Europe, the Middle East, terrorism, and the US

Form Cafe Babel, three decades after the "Movida Madrileña", Spain remembers how post-Franco society was transformed by ten years of punk rebellion in Madrid. In Spain, where public drinking is banned in many areas, police spark a violent riot by attempting to clear a Madrid square of drinkers on the country's May 2 holiday. When the earth moves: One of the most ambitious town-relocation exercises in history will see the capital of Swedish Lapland, Kiruna, move 4km.

Farewell to the cargo cult: The current stand-off in the Ukraine is a result of "incomplete revolution". The failure to establish democratic structures has allowed the mechanisms of authoritarianism back into Ukrainian politics; the Orange Revolution, a fairy tale that wasn't. Now the evil prince has bounced back and his chances don't look bad. The people are learning that there's no such thing as good princes and princesses. A review of The Litvinenko File: the True Story of a Death Foretold (and more). A review of The New Cold War: Revolutions, Rigged Elections and Pipeline Politics in the Former Soviet Union. A review of The Gun That Changed the World by Mikhail Kalashnikov.

A review of The Khyber Pass: A history of Empire and invasion. From NPQ, an article on the Turkish crisis: The limits of democracy, or the seizure of the state from within. The leaders of Saudi Arabia are caught between a desire to compete globally and a demand that they guard tradition. Israel's 1967 attack on Egypt lasted only six days, but the repercussions have been bloodier and far longer reaching than anyone could have imagined. A review of Jerusalem 1913: The Origins of the Arab-Israeli Conflict. For a quarter-century, Lebanon has been the graveyard of Israeli politicians reckless enough to venture there.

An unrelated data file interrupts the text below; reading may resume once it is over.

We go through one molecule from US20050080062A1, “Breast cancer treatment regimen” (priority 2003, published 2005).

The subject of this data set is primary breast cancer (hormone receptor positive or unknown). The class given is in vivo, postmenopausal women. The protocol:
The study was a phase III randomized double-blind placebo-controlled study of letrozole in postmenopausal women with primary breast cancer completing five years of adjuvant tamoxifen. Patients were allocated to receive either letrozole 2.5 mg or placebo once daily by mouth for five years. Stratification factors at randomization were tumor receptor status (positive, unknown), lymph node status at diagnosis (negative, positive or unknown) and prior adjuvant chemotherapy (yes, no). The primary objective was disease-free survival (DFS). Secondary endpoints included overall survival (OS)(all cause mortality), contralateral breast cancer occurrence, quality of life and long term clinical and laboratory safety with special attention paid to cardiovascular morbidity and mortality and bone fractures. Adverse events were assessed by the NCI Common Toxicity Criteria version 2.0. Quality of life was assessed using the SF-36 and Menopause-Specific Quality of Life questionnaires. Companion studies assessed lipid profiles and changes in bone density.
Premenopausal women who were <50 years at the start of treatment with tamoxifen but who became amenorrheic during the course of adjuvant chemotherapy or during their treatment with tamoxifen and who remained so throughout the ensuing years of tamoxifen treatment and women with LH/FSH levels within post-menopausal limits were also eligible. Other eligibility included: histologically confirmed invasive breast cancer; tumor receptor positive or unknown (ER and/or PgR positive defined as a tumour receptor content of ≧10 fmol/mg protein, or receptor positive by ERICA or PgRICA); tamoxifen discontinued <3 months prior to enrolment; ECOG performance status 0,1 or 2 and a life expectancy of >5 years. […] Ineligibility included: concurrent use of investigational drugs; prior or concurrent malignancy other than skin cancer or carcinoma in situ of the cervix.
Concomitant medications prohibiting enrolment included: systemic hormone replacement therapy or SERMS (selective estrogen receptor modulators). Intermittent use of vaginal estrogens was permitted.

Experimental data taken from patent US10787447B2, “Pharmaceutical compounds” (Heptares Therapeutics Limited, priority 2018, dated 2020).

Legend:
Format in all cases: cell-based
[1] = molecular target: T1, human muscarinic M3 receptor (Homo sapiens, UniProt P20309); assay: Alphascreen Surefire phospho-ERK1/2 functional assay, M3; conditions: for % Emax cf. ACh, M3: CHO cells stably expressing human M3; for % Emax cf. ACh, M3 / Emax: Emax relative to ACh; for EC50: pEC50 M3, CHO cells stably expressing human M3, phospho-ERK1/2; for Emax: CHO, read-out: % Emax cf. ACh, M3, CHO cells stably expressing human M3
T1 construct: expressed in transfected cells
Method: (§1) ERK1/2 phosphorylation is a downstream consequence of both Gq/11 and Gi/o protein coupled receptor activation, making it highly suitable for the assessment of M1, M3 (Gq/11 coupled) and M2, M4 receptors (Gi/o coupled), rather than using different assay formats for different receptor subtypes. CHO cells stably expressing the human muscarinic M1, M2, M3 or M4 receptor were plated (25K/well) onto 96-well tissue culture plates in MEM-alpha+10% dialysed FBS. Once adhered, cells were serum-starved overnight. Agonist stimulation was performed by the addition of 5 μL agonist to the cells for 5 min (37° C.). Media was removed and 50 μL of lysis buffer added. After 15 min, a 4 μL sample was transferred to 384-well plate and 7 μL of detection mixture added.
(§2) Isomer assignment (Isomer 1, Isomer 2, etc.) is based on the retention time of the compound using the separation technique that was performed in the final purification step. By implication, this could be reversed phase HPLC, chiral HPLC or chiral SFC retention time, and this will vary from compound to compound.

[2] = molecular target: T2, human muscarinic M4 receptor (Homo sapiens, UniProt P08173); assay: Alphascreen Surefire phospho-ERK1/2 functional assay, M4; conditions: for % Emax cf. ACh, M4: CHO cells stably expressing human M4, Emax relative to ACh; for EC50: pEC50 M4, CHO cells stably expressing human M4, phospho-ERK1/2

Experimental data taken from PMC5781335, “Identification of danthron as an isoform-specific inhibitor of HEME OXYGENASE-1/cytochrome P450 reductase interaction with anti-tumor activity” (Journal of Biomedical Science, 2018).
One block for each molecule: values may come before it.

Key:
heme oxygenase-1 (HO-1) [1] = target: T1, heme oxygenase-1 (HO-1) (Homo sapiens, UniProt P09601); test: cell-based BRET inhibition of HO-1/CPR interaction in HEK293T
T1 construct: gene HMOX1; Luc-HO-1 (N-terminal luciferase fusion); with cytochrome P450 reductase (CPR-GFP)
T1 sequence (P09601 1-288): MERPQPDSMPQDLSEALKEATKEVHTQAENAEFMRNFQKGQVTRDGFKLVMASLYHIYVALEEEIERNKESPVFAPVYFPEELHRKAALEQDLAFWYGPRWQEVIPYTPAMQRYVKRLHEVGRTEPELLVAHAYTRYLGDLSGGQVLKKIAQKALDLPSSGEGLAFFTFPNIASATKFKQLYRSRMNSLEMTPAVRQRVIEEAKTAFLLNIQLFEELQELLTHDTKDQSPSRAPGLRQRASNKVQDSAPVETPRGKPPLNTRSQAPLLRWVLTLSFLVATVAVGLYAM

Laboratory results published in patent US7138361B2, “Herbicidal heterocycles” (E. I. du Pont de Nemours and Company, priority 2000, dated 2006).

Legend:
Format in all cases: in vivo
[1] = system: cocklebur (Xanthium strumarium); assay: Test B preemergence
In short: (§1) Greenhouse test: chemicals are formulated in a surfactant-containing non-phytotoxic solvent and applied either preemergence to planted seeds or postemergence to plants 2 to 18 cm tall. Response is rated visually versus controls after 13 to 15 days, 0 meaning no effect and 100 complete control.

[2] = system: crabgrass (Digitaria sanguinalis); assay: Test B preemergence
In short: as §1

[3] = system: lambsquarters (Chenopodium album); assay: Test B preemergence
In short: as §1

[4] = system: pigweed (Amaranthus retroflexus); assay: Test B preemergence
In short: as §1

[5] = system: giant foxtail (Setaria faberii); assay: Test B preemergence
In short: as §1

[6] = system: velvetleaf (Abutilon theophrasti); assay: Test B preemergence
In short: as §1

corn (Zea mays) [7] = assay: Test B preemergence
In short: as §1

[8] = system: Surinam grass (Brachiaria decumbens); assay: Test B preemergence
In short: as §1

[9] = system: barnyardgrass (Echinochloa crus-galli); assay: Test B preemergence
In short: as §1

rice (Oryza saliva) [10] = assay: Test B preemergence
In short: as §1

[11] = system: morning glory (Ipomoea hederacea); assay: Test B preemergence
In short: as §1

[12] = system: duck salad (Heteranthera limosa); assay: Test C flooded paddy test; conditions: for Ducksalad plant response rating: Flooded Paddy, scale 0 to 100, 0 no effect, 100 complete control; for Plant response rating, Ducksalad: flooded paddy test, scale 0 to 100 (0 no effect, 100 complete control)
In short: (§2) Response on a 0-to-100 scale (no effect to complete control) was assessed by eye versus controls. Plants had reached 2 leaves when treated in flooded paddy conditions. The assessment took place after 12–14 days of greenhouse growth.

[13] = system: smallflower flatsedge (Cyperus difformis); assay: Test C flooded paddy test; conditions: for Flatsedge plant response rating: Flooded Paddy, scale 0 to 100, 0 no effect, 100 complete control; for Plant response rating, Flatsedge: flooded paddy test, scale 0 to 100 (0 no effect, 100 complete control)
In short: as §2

A review of Buda’s Wagon: A Brief History of the Car Bomb by Mike Davis. The illiberal hour: A review of The Big Lie: On Terror, Antisemitism, and Identity by David Solway. An article on the rise of low-tech terrorism, and war costs money. Why can't politicians say so?

A review of Rumsfeld: An American Disaster and Washington's War: From Independence to Iraq. John J. DiIulio Jr on Spiritualpolitique: Religion matters more than ever in global affairs. But don't count on the experts to know that. The author examines history, philosophy and politics, but sides with biology as the motivation for human attainment by force: A review of War in Human Civilization by Azar Gat. A review of Are We Rome? The Fall of an Empire and the Fate of America by Cullen Murphy. And the long view of civilization: A review of The Americanist by Daniel Aaron